Admin Access to IT Auditor?

5 pts.
Tags:
Audits
Domain Administrator
IT auditing
Permissions
The IT auditor is asking for domain admin access to perform various IT audits during the year. Is there a reason they would need this? Also, is there a way to give read-only admin access - across windows, UNIX etc? Thanks

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In dealing with previous security audits, that’s normally an account they would request. They would have 3 tactics at the account level (null account, regular user account, and a domain admin account). The lower accounts are doing penetration type audits to see for example a server is secure from a visitor (dull account) and domain user (regular user account). The admin accounts test the password security of your user environment, audits hard-coded server for patches, etc.

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  • Sonotsky
    IMHO, the answer to this question depends on whether the auditor in question is an employee of your organization, or an external auditor/consultant. If the former, I would ask that they submit some kind of paperwork, authorized by their manager and hopefully yours (or your information security officer). That way, should things go sideways, you're not held liable. If the latter, never, ever give any credentials out. In my audits, the auditors are free to sit with me, request that I perform various tasks, take notes, request screenshots (scrubbed where necessary to obfuscate proprietary or confidential details (details of client records, IPs, URLs, things of that nature). The fact that they're asking might be an underhanded way of testing access controls. Hope that helps.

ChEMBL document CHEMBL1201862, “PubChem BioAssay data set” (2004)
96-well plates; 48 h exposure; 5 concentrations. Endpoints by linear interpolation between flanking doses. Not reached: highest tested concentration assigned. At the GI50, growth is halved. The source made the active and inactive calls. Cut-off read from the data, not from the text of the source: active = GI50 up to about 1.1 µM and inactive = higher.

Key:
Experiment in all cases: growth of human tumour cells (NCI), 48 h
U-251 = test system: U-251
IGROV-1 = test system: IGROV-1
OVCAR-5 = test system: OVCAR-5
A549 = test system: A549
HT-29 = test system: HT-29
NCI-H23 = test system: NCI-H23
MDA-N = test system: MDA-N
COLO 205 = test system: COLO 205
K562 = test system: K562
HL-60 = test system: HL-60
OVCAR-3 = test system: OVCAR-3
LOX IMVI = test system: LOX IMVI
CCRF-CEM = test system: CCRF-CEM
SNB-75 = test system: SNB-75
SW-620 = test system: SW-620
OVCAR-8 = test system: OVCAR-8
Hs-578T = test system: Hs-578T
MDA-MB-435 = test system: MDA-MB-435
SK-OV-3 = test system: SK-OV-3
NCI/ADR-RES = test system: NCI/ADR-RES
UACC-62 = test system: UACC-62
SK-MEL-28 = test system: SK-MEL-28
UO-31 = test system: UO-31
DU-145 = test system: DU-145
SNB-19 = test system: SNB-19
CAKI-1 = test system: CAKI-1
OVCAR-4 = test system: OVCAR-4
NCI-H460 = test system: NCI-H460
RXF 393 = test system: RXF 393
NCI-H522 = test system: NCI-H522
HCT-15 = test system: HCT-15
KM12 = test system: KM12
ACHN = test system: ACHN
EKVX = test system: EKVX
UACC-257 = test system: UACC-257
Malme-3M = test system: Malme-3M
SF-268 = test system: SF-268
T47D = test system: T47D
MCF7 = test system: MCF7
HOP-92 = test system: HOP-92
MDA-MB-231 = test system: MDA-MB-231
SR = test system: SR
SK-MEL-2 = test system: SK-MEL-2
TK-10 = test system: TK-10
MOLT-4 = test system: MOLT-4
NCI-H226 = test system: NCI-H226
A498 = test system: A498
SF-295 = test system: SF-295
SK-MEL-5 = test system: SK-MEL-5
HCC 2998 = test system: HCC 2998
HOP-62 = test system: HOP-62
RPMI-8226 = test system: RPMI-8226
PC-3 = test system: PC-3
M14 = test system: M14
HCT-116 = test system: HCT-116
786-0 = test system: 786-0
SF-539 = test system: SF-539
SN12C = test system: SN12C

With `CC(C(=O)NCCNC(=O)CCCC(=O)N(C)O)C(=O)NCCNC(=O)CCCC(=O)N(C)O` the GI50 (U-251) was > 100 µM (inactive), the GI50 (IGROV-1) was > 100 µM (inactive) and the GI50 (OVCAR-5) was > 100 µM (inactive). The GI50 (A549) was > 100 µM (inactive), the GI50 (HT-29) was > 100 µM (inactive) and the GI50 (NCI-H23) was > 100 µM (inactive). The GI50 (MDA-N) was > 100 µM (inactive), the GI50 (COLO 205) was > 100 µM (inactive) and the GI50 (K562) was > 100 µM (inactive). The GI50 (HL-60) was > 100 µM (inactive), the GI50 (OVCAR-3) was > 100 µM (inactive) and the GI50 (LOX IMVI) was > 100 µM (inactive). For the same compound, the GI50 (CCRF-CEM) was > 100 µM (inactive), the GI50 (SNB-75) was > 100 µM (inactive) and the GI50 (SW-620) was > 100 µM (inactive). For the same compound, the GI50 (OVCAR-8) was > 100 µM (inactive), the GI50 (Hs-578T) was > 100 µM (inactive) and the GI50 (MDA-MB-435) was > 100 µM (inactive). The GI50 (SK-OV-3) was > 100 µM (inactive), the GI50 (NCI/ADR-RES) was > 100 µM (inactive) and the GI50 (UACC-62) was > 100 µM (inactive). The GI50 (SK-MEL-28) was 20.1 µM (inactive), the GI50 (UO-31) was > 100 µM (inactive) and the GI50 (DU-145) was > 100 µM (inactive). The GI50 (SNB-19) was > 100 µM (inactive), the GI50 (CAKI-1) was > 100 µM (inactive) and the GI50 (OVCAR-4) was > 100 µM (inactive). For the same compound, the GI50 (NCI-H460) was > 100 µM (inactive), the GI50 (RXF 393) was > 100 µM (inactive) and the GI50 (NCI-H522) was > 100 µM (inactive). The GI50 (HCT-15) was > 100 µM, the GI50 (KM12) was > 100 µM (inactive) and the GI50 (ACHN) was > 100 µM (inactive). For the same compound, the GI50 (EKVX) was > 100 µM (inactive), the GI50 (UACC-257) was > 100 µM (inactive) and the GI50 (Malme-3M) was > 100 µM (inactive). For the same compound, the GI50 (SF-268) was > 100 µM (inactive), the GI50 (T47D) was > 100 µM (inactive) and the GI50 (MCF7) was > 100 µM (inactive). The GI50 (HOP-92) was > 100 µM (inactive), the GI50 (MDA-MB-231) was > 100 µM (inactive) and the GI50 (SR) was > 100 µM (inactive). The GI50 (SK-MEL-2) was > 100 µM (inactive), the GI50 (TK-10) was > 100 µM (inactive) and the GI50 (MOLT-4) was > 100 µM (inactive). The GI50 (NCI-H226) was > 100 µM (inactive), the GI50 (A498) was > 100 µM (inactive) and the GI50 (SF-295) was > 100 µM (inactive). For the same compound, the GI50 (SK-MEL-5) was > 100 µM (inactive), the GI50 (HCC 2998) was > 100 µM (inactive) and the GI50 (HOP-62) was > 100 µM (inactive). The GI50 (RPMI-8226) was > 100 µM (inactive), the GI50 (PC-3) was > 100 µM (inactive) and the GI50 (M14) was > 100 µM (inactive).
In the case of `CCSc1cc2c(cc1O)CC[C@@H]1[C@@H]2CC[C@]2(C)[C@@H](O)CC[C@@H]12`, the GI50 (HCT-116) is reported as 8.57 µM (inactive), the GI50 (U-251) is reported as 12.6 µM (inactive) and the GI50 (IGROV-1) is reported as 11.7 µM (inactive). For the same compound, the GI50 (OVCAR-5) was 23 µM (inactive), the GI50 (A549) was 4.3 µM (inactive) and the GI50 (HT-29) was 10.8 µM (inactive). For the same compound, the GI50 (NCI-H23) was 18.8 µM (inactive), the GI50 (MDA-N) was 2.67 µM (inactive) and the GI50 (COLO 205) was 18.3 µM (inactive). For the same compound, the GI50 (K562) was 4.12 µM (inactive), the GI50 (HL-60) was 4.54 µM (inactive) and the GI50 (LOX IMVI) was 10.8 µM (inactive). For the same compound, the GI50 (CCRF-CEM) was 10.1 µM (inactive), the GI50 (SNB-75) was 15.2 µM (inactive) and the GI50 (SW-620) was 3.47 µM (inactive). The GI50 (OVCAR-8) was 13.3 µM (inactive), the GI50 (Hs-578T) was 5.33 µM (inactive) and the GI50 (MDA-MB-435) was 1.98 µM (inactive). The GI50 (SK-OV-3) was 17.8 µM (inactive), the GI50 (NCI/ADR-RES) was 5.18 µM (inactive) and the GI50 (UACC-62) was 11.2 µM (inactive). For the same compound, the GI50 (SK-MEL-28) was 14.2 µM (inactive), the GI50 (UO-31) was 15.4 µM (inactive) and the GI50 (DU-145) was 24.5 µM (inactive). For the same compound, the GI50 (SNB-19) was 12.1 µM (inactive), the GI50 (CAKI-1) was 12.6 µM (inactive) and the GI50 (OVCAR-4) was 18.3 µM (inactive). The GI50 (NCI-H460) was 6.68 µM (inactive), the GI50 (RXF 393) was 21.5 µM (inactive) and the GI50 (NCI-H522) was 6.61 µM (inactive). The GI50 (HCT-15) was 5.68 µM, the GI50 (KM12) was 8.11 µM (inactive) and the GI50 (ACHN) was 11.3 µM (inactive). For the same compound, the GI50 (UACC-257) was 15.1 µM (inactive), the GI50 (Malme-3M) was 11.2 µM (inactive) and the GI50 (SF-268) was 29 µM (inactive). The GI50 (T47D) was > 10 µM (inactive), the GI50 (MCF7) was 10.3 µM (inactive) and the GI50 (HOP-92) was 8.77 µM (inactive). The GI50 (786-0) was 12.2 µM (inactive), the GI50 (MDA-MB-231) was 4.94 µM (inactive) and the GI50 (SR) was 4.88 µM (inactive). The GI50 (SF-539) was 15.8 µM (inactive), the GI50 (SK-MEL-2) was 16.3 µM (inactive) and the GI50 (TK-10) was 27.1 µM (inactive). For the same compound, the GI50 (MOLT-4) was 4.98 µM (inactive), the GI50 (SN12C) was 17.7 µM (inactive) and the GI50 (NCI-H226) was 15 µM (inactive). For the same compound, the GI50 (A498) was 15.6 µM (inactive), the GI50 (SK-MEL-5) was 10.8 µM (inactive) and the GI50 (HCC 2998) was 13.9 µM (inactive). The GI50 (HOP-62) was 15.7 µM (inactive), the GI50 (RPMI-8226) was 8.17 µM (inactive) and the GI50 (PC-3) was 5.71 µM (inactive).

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  • Uneev
    The account should be set with an expiration date and monitoring so that their activities can be tracked also. The other alternative is to have a security manager run the reports in a read-only format (PDF or screenshots) for the auditor's use.
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  • Kevin Beaver
    This is something I do all the time in my security assessments...I have my clients setup test accounts that expire after a certain period. I also remind them to disable those accounts when I'm done. Take Sonotsky's latter route and you nor your auditor are going to get what you need. It's just too impractical. If there's mistrust or paranoia involved, perhaps you can look over the auditor's shoulder. Something that'll last for an hour or so at best until the auditor proves his trust and value...and because you have better things to be doing.
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